As we know, DiDi Global Inc.’s ride-hailing services removal from app stores in China has spooked riders and drivers. Meanwhile, rivals are trying to chip away at the company’s market share as DiDi faces a crackdown from regulators. Remarkably, DiDi Global, a Chinese vehicle for hire firm, is a leader, holding 90% of the market.
Four days after DiDi’s initial public offering in the United States on June 30, China’s cybersecurity regulator asked app stores to remove DiDi. The Cyberspace Administration of China announced that an investigation had uncovered problems with collecting and using personal information. Additionally, now new users can sign up.
In June, authorities demanded the removal of further 25 apps by DiDi from app stores.
Remarkably, DiDi has nearly 377 million annual active customers and 13 million drivers, providing 25 million rides each day in China. It is a vital part of the nation’s transportation infrastructure. DiDi Global has paid more than 600 billion yuan ($93 billion) to drivers since 2018, mostly in China. The service resumes functioning for existing users. However, as we have already mentioned, new users can’t sign up, and it’s not clear how the situation will evolve.
DiDi Became the Dominant Player by Aggressive Expansion Over the Years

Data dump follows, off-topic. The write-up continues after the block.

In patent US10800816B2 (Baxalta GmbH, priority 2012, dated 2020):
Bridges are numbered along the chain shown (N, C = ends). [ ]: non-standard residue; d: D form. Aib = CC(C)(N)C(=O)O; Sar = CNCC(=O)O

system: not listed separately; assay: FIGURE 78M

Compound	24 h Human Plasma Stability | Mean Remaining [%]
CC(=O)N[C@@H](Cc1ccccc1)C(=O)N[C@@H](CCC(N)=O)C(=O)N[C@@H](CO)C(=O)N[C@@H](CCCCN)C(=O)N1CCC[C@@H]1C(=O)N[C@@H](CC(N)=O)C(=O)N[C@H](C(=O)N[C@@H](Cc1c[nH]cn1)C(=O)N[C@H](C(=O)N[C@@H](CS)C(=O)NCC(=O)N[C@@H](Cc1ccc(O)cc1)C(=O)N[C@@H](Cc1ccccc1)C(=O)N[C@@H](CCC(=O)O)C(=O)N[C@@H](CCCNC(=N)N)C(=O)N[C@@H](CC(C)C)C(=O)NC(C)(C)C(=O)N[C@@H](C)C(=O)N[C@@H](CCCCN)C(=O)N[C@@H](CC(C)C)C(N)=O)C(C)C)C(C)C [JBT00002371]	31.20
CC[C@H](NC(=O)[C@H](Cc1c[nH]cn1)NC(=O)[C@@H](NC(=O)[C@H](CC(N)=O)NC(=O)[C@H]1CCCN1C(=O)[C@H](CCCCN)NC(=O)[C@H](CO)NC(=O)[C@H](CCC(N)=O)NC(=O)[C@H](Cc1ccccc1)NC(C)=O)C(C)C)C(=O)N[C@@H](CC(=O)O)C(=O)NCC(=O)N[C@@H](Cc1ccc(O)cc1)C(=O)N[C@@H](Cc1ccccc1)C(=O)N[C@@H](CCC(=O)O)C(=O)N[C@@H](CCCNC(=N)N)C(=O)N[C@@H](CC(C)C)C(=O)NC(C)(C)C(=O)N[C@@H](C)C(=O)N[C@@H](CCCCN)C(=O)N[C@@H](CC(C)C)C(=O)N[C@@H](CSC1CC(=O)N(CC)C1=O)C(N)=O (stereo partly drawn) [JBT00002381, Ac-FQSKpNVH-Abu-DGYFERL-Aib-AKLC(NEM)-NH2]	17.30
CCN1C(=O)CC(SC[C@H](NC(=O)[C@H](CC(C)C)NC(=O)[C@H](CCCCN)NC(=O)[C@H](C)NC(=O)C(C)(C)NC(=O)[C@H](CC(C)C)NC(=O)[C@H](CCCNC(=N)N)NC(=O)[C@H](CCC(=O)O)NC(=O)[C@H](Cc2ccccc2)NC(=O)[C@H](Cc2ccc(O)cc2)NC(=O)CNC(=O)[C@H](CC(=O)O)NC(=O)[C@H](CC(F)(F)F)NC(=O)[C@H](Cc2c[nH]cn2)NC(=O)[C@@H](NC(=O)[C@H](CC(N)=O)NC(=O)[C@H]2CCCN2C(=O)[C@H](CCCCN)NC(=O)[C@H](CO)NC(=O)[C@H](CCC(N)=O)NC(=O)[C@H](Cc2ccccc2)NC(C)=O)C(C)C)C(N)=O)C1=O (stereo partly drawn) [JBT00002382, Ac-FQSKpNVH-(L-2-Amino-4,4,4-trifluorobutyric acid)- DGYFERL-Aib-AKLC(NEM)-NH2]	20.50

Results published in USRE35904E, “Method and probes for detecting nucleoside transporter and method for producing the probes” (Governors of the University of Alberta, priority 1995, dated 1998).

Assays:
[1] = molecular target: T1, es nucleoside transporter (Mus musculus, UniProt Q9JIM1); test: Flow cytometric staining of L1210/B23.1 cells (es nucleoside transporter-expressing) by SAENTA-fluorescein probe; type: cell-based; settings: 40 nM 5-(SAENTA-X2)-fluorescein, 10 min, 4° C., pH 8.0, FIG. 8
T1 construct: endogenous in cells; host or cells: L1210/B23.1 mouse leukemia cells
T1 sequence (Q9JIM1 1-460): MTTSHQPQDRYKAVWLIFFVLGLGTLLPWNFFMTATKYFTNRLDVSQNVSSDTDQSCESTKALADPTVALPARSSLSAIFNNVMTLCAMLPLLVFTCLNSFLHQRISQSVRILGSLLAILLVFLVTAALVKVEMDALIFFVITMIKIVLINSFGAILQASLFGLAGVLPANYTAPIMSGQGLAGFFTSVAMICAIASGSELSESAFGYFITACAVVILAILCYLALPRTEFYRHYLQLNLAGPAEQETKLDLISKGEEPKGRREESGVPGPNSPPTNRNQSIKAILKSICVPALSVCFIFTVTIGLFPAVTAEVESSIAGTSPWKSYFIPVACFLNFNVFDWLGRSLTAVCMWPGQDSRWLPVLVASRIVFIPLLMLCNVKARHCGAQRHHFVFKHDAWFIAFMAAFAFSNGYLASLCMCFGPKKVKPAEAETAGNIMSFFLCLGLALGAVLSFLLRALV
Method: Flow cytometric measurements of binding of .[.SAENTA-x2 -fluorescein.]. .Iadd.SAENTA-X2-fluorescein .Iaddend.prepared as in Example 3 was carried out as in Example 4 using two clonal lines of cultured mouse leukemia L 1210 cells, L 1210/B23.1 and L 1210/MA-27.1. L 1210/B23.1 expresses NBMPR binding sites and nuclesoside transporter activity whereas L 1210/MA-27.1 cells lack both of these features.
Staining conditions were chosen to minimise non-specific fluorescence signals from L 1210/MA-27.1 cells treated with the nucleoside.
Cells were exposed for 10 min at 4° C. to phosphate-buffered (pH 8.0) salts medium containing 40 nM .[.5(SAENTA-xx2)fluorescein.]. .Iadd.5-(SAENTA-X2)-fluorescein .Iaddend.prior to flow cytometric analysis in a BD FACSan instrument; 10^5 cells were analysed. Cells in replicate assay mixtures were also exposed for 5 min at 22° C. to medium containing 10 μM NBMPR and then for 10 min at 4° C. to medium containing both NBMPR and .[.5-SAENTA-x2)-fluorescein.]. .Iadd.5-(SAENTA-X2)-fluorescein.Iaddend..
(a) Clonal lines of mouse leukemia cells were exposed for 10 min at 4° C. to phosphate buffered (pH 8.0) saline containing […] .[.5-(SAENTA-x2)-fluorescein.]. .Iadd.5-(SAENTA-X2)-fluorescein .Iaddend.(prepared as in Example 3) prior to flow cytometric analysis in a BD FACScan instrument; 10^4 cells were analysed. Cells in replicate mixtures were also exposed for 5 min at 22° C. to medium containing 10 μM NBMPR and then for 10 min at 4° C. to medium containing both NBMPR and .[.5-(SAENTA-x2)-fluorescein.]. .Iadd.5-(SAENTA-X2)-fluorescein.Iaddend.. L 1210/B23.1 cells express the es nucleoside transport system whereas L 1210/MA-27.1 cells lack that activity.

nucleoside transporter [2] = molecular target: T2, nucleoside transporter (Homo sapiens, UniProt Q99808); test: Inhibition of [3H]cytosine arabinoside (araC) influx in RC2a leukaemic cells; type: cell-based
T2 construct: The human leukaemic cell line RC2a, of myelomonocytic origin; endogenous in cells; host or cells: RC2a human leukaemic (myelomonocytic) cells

In June, food delivery firm Meituan re-launched a standalone ride-hailing app that was previously taken off app stores in 2019.
Additionally, the news shows that another competitor called T3 plans to expand into 15 cities. T3 is a venture by three major Chinese automakers backed by tech titans, such as Tencent and Alibaba. The firm has been pushing ads on Tencent’s WeChat messaging service, which has more than a billion users.
Meanwhile, a ride-hailing service, Cao Cao, is offering substantial discounts for new customers on its service.
DiDi became the dominant player by aggressive expansion over the years after buying Uber’s China business in 2016.
However, the company has been a part of Beijing’s crackdown on its technology companies, particularly as regulators tighten up rules on data security.
Regulators are also tightening their oversight of any Chinese firms that want to list overseas, like DiDi. On July 10, the Cyberspace Administration of China (CAC) announced that any company with the data of over 1 million customers must undergo a security review before carrying out a foreign share listing.